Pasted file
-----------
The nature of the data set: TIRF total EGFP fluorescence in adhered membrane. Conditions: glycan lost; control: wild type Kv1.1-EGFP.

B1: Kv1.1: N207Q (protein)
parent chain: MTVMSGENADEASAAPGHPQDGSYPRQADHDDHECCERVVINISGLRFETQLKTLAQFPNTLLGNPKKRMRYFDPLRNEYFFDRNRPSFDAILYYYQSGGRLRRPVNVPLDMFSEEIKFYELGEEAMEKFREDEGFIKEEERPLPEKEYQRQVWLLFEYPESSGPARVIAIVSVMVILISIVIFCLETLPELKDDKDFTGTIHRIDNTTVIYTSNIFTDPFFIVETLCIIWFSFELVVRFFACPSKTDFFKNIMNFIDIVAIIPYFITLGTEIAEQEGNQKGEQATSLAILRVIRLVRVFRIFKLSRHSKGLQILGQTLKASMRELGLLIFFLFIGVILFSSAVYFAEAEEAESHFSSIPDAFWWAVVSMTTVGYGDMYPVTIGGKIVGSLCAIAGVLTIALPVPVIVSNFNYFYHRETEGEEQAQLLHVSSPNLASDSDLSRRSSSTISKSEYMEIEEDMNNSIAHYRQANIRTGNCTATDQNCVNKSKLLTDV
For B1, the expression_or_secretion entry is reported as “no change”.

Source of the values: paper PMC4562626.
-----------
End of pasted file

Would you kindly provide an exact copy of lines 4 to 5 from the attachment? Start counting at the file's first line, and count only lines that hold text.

For B1, the expression_or_secretion entry is reported as “no change”.

Source of the values: paper PMC4562626.